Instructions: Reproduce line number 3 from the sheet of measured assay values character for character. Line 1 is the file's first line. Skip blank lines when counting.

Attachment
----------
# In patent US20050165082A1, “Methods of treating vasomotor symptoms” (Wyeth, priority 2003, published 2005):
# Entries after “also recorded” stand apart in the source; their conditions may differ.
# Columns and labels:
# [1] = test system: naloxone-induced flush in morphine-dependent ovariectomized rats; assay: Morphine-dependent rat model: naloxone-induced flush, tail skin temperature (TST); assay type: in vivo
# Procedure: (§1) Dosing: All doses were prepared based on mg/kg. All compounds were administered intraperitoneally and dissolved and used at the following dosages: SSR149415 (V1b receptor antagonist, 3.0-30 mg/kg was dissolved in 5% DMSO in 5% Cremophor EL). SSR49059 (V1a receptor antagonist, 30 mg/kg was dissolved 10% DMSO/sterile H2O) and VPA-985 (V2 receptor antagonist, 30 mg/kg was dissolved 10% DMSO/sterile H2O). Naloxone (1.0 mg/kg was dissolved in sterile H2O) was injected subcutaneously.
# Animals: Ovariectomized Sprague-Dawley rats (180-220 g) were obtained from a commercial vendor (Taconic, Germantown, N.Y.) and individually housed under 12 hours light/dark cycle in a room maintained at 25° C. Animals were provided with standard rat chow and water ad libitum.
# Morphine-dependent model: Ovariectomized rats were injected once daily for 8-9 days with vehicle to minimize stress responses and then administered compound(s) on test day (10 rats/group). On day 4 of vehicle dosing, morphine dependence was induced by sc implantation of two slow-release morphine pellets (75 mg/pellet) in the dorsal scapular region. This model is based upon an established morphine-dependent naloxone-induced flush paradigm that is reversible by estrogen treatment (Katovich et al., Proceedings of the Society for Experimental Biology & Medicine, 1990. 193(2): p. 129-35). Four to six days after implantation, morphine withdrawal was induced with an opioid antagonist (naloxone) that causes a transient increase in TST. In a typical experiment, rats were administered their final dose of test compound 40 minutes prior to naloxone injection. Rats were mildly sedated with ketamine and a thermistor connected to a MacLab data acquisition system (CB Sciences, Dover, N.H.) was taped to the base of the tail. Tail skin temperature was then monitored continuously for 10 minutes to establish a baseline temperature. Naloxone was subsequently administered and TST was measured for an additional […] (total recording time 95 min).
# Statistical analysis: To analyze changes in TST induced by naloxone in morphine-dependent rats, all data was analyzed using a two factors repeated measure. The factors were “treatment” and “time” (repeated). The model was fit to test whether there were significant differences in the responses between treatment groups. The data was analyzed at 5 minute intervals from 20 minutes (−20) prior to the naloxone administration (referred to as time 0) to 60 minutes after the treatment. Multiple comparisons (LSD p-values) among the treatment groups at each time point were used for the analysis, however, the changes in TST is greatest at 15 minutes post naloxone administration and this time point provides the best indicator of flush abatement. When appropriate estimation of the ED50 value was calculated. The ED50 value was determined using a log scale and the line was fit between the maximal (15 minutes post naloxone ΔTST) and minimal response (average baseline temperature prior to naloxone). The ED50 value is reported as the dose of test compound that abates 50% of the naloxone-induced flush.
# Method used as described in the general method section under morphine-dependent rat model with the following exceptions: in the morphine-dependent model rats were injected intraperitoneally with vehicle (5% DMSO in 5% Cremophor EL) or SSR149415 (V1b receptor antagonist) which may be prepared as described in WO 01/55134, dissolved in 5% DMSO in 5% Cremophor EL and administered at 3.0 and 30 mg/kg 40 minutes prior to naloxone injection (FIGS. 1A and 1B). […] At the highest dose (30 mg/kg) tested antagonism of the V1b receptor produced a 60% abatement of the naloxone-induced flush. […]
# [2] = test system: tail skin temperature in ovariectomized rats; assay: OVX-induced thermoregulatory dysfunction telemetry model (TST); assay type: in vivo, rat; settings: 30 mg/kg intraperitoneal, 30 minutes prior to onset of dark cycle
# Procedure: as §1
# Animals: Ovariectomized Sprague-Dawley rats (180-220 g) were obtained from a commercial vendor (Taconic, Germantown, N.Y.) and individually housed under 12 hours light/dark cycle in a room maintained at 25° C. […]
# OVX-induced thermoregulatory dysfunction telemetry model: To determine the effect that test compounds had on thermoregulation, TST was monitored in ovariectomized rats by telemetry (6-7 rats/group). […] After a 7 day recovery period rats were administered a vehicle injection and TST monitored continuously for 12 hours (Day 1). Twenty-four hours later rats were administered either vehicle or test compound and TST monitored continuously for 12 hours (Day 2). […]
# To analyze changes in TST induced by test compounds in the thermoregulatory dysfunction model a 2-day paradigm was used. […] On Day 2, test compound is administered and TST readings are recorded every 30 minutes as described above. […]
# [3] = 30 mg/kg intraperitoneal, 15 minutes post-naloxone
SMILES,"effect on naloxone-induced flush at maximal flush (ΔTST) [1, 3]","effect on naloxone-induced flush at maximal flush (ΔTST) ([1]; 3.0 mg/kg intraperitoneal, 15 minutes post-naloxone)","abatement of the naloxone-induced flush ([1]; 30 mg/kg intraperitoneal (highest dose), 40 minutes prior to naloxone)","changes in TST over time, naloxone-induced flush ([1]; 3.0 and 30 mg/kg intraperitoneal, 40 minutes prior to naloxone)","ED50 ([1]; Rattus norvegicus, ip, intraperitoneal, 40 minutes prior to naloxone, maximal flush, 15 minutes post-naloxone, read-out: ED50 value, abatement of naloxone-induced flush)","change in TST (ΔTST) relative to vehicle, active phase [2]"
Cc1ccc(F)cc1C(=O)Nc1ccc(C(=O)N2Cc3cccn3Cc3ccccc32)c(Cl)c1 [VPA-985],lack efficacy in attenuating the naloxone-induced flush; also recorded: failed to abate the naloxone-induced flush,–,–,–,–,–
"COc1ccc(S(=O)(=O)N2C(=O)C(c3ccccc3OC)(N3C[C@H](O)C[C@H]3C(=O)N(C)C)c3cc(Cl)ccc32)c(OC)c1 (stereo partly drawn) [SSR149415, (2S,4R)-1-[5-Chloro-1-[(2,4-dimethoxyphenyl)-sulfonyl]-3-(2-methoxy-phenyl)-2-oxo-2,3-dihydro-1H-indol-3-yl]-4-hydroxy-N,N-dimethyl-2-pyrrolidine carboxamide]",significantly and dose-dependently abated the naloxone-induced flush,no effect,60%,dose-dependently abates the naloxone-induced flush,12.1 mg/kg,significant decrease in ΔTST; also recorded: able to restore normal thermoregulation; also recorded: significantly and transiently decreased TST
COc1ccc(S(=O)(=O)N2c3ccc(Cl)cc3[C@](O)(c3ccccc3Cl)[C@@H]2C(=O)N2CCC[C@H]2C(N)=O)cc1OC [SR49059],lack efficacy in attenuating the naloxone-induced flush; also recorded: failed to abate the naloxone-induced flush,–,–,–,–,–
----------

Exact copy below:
# Columns and labels: